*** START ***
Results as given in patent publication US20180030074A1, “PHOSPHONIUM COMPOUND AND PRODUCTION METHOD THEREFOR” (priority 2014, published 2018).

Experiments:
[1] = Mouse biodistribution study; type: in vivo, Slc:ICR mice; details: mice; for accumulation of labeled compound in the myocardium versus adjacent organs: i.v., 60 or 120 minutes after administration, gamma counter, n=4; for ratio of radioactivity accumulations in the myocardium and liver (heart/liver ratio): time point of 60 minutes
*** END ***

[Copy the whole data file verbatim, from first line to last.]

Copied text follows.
Results as given in patent publication US20180030074A1, “PHOSPHONIUM COMPOUND AND PRODUCTION METHOD THEREFOR” (priority 2014, published 2018).

Experiments:
[1] = Mouse biodistribution study; type: in vivo, Slc:ICR mice; details: mice; for accumulation of labeled compound in the myocardium versus adjacent organs: i.v., 60 or 120 minutes after administration, gamma counter, n=4; for ratio of radioactivity accumulations in the myocardium and liver (heart/liver ratio): time point of 60 minutes